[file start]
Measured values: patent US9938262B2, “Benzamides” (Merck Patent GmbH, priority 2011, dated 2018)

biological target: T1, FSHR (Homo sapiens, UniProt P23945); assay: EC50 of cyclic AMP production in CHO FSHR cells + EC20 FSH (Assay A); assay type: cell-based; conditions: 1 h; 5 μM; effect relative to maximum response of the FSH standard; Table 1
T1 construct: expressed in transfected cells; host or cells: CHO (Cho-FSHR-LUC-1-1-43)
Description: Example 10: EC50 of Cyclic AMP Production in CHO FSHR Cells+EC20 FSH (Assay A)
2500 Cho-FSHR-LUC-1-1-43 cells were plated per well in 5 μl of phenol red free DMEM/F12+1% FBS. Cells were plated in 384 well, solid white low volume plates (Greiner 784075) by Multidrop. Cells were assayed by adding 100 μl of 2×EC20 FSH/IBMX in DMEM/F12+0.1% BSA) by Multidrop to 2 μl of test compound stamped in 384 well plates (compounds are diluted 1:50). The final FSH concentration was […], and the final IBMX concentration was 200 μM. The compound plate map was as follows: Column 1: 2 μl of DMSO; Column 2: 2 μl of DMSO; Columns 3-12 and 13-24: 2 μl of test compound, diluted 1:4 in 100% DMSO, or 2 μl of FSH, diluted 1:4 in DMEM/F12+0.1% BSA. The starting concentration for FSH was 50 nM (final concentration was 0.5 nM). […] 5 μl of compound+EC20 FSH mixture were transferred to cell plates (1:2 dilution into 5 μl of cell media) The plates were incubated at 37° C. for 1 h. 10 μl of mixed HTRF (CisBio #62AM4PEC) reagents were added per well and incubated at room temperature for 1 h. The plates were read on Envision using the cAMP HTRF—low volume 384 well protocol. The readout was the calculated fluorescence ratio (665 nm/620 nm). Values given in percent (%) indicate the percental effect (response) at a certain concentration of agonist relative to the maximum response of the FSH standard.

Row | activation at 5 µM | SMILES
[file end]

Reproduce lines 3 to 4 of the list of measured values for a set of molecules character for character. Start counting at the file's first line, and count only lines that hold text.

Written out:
T1 construct: expressed in transfected cells; host or cells: CHO (Cho-FSHR-LUC-1-1-43)
Description: Example 10: EC50 of Cyclic AMP Production in CHO FSHR Cells+EC20 FSH (Assay A)